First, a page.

“Port City Black and White” is a dialogue-driven book sprinkled with diamond-sharp description. Calling it fast-paced is an understatement. This mystery gallops.

It’s author Gerry Boyle’s second Brandon Blake novel, with Blake appearing here as a too-eager rookie cop in the Portland Police Department. The case Brandon faces involves drug smuggling, Portland’s immigrant community, murder and suicide.

Action gets under way in chapter one, when Blake and fellow investigator Kat, a triathlon runner and lesbian, respond to a 3:55 a.m. noise complaint. Minutes later, they stand in a stinking apartment where a drug-and-alcohol party is just breaking up.

In the apartment, they meet semi-conscious Chantelle, “strawberry blonde, drug haggard but still faintly pretty.”

Here, Boyle the wordsmith shows his skill when Kat and Blake question Chantelle upon discovery that her baby is missing from the apartment:

“They stood and waited. A fly buzzed inside a beer bottle. The refrigerator hummed and rattled. The kitchen smelled of rotting food.

” ‘When did you put him to bed?’ Kat said.

” ‘Jesus, I don’t know. Before Leno?’ Chantelle said.

Again and again, Boyle’s masterful observations make “Port City Black and White” an almost cinematic read.

Blake and his girlfriend, Mia, live together at a waterfront dock on board Blake’s cabin cruiser, Bay Witch. Mia adores Blake. But she wonders if she’ll ever adjust to his 24-7 involvement with police work. In this scene, the two talk about breaking up:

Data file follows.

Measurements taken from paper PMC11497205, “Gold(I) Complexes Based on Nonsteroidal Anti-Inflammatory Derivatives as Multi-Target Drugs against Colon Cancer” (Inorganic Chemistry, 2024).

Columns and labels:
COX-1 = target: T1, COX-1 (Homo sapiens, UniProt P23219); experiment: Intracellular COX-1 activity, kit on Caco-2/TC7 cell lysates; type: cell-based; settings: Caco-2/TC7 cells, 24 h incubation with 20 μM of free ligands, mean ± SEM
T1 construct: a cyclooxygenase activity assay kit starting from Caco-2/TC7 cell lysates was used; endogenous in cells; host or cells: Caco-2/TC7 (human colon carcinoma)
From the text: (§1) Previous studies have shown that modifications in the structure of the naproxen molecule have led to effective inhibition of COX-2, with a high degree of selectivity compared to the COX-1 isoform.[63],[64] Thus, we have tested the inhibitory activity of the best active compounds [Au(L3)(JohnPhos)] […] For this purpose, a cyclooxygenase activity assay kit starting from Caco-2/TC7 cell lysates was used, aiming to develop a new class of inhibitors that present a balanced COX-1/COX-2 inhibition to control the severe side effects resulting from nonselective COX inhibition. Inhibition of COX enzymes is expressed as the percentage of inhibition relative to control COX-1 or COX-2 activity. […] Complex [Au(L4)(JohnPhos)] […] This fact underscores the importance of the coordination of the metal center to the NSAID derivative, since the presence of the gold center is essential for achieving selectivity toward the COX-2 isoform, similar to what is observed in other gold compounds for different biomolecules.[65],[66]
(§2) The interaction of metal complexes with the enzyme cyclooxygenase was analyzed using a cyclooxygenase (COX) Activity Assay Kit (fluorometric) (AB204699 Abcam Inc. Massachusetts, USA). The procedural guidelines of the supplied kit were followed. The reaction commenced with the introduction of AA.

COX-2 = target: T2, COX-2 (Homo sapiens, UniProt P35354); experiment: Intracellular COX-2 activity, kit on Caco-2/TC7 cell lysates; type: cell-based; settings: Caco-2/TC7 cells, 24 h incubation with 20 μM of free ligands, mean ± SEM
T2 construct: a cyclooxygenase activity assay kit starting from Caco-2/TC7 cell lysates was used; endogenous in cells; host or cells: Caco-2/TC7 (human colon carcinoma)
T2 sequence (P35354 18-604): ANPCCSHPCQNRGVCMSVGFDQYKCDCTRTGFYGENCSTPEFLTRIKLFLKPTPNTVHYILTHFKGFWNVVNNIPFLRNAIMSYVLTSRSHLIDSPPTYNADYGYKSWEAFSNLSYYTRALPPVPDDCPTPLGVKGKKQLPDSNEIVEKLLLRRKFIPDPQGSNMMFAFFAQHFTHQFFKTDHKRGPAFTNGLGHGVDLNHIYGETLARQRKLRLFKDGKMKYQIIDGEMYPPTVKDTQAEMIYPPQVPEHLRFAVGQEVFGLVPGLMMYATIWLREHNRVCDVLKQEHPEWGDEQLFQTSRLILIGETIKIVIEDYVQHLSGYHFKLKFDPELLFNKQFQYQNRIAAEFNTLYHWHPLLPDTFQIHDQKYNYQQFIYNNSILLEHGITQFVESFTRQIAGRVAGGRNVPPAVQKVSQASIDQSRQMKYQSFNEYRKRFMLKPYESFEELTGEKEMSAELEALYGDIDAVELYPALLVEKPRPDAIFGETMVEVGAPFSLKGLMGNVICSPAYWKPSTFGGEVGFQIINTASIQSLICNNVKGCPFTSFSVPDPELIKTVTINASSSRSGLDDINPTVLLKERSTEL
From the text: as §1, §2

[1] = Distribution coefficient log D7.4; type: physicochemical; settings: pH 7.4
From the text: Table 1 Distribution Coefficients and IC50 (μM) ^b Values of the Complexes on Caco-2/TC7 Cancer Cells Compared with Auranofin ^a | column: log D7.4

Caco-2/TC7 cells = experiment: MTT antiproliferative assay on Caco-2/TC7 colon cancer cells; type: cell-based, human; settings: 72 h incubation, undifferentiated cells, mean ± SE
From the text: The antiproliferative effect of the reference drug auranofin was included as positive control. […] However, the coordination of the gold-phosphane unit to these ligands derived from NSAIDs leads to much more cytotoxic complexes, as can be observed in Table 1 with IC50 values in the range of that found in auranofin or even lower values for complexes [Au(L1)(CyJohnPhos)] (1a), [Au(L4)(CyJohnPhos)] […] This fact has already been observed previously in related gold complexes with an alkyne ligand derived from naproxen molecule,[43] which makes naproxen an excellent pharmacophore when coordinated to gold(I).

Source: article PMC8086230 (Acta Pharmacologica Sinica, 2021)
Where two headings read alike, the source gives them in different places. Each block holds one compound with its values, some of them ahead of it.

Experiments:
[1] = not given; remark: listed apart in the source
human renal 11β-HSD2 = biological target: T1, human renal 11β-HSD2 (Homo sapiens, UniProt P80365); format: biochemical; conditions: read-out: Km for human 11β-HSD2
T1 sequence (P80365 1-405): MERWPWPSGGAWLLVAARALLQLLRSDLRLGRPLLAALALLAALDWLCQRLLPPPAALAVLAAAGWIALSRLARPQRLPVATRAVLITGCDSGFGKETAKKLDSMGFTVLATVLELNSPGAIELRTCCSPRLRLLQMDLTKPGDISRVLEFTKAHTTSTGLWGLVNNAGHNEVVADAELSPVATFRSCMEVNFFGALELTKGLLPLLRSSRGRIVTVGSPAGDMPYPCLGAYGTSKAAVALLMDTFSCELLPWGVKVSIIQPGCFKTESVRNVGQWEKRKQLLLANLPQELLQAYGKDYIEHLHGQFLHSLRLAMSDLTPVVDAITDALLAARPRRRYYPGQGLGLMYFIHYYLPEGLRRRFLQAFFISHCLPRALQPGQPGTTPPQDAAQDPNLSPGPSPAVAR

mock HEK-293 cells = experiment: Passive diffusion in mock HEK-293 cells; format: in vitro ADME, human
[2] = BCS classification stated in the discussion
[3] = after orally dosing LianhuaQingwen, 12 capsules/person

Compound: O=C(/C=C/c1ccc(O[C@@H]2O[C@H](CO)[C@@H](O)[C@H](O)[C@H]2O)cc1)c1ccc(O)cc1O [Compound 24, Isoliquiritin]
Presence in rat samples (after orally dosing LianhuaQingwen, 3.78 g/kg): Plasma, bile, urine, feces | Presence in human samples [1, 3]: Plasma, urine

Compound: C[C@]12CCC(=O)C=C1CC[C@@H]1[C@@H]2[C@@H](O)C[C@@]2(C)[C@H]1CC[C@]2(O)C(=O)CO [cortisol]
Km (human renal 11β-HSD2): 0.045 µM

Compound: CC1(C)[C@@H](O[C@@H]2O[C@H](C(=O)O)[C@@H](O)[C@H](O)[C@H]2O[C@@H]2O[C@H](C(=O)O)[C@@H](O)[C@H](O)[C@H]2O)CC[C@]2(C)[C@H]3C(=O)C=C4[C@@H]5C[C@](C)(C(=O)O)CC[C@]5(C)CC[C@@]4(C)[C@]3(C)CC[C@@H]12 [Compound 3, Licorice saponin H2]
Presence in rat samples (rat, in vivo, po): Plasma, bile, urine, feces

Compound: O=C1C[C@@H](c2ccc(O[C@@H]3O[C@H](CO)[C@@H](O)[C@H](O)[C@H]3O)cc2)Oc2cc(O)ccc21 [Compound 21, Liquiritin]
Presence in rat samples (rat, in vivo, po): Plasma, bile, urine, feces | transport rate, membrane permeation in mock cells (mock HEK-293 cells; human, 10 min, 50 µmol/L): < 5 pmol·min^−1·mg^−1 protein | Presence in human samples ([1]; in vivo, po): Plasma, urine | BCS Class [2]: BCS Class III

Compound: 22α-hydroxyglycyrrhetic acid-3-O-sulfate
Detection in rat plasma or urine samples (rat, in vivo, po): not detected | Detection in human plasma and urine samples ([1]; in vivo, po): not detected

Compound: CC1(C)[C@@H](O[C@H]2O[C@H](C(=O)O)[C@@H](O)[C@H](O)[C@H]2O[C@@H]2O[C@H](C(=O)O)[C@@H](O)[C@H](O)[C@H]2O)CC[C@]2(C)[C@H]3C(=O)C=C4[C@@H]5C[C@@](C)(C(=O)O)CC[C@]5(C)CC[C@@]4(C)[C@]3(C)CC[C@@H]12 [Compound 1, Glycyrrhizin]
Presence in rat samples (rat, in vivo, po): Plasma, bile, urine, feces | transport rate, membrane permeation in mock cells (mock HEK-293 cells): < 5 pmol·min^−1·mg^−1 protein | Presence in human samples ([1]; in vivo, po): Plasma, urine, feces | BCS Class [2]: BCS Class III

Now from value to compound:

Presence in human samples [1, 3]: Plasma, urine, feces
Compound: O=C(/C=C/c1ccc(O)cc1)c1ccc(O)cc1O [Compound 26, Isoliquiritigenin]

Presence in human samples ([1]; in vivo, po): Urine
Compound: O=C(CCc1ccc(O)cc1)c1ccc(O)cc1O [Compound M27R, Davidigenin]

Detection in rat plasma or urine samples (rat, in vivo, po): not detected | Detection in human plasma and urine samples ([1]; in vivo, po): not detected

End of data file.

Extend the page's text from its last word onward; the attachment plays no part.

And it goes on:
” ‘So you decide whether to stay or go?’ Brandon said. Mia paused.

” ‘I love you,’ she said.

” ‘And I love you,’ Brandon said.

” ‘But I can’t love you and only get this little piece of you back.’

” ‘I know.’

“He squeezed her hand. With his other hand he adjusted his gun.”

Although a mesmerizing page-turner — I zoomed through “Port City Black and White” in four days — its plot isn’t memorable. The storyline, though easy to follow, is rushed. Reading the mystery is like experiencing one high-speed auto chase after another.

The book ends so abruptly that it leaves a reader wondering: Did Boyle suddenly decide to just plain quit his novel?

As unsatisfactory as the ending is, Boyle does use an unusual writer trick when he concludes the book. After a wild wrestling match and shootings, the author throws in post-event news stories about his characters, the stories written by a fictional reporter for the equally fictional Portland Tribune. The contrivance helps readers make sense of the slam-bang ending.

Still, there’s a lot to like in “Port City Black and White,” especially for readers who know Portland streets. Boyle identifies the path of every police pursuit, so Portland-savvy readers get an almost cinematic view of the high-speed chase.

Boyle is a 1978 graduate of Colby College. Afterwards, he worked briefly as a roofer, postman and manuscript reader for a New York publisher.

But newspaper reporting in Maine, he writes, provided tools and experience for writing mysteries.

“My first reporting job was with a weekly in Rumford,” he explains. “It was there that I left my sweaty mark on high-school wrestling coverage. But there was lots of small-town crime in Rumford. I would later mine my Rumford time for my first novel, ‘Deadline.’“

Since “Deadline” came out in 1993, Boyle has written nine Jack McMorrow mysteries, plus the two featuring Brandon Blake. His books have coast-to-coast fans.

Although Boyle’s Portland isn’t the friendly city most tourists discover, the author gives the place a rough-and-tumble realism that likely rings true to its police force.

Lloyd Ferriss is a writer and photographer who lives in Richmond.